Susquehanna Quilt show debuts in Harrisburg, Pennsylvania

I am pleased to be a part of Quilts 20/20 Traditional Works/Contemporary Art at the Susquehanna Art Museum.  The museum is in Harrisburg, Pa. The show will run through August 31. If you are in the area, please stop by to see a great comparison of traditional historic works from the collection of and the Pilgrim Roy collection and contemporary artists.

Pat Pauly has curated an extraordinary show.

My piece, Do the Doodle hangs in front of and is compared to an African American Crazy Patch quilt from the Pilgrim/Roy collection. That beautiful piece to the left on the yellow wall is by Kathleen Loomis, Crazed 8: Incarceration.

building fences

Continued reading and research about refugee populations reveals a consistent discussion about building fences. To keep people out. To keep people in. Made of barbed wire, chain link, bricks and mortar or fabricated steel these fences are inhumane and daunting for those who seek safety, or food, or family. Whether it is between Mexico and the US or Hungary and Serbia the fences foster enmity, strife and violence. Guards with automatic weapons treat children as criminals. Countries stop talking about solutions and focus on defense. As these refugees encounter the barriers their lives are lost trying to find protection from thugs, food for their families, jobs for themselves.

As part of a study on this topic I am creating a piece that begins with a stitched tablecloth (see more about that here). I want to add a fence to the piece without obscuring the stitching beneath. I experimented with various materials including an actual section of chain link laid on top of the tablecloth ( to trim the edges?). I hand knotted a web of thread using a fisherman's guidance for fishing nets, in three different weights.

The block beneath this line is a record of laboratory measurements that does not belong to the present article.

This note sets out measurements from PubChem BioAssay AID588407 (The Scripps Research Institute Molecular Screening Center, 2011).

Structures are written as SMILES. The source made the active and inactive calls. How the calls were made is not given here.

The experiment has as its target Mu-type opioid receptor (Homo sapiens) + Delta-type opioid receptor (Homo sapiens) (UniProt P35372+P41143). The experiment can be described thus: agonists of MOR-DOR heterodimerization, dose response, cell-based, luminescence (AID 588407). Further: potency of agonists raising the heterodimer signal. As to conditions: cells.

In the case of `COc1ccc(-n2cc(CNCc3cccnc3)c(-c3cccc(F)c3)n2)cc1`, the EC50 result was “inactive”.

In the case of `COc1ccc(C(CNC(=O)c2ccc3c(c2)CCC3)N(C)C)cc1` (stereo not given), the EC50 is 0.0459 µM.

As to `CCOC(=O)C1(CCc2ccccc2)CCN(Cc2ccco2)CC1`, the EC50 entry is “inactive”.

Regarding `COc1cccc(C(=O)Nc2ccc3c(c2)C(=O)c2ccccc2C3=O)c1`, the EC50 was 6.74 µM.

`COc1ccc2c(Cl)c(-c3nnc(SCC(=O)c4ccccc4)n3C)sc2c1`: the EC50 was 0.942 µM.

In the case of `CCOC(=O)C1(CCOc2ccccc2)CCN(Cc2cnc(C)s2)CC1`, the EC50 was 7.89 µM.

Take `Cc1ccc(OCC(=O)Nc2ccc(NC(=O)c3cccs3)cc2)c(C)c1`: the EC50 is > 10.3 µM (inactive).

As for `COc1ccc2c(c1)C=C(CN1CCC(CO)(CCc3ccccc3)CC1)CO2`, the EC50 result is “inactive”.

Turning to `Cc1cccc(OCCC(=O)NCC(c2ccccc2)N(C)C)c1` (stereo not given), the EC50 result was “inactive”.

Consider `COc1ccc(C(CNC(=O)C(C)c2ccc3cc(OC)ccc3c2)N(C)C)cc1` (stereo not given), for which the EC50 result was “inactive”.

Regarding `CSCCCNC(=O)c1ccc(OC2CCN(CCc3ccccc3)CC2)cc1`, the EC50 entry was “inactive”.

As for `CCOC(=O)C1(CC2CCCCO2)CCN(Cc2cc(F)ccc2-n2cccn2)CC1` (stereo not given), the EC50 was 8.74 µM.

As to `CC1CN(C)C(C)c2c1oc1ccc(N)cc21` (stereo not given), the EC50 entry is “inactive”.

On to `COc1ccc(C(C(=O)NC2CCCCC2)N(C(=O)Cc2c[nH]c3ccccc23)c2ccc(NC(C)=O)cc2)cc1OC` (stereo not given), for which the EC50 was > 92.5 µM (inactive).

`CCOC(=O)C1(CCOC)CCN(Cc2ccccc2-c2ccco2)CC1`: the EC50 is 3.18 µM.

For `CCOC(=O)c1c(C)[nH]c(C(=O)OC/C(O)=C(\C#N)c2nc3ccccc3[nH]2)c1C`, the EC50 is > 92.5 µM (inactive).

I built a jig that would allow me to string thread through a grid to create a fence of thread (which I thought I could hit with a solution of white glue to stiffen the gridded thread) and finally, I thought maybe I could just draw it on. None of these solutions worked. So the piece has lingered in my peripheral vision.

Until yesterday when I saw a collage by an artist who was layering textural elements over each other. The result looked like peeling paint. Not my goal. But the layering did spur an idea of how I could accomplish my goal of adding a fence to the piece.

Fences are solid, immutable objects that define space. But there are other types of fences that we erect that affect our lives. Those of fear, racism, anxiety and nationalism to name a few. Governments use laws and decrees to exclude or include. People sort their lives by choosing and defining groups that are acceptable and unacceptable to them. Voting districts are defined by those in power.

Fences can be solid or diaphanous, made of steel or made of prejudice.

I decided I would create a layer for this piece in progress. I printed out my drawing of the structure and taped it to a foam board. Layering the drawing with tulle that is stabilized on the back of the board I am weaving a silver thread through the tulle to create a subtle fence that can be cast over the stitched base.

We'll see if this works.

zooming in on inner sections

inner-sections, a work in progress. 2015, Paula Kovarik

inner-sections, a work in progress. 2015, Paula Kovarik

One of the best parts of any quilt is the fact that the closer you get the more you see. It's important to my art that people see a strong composition that reads from afar. But I also want to draw the viewer in to see details and depth.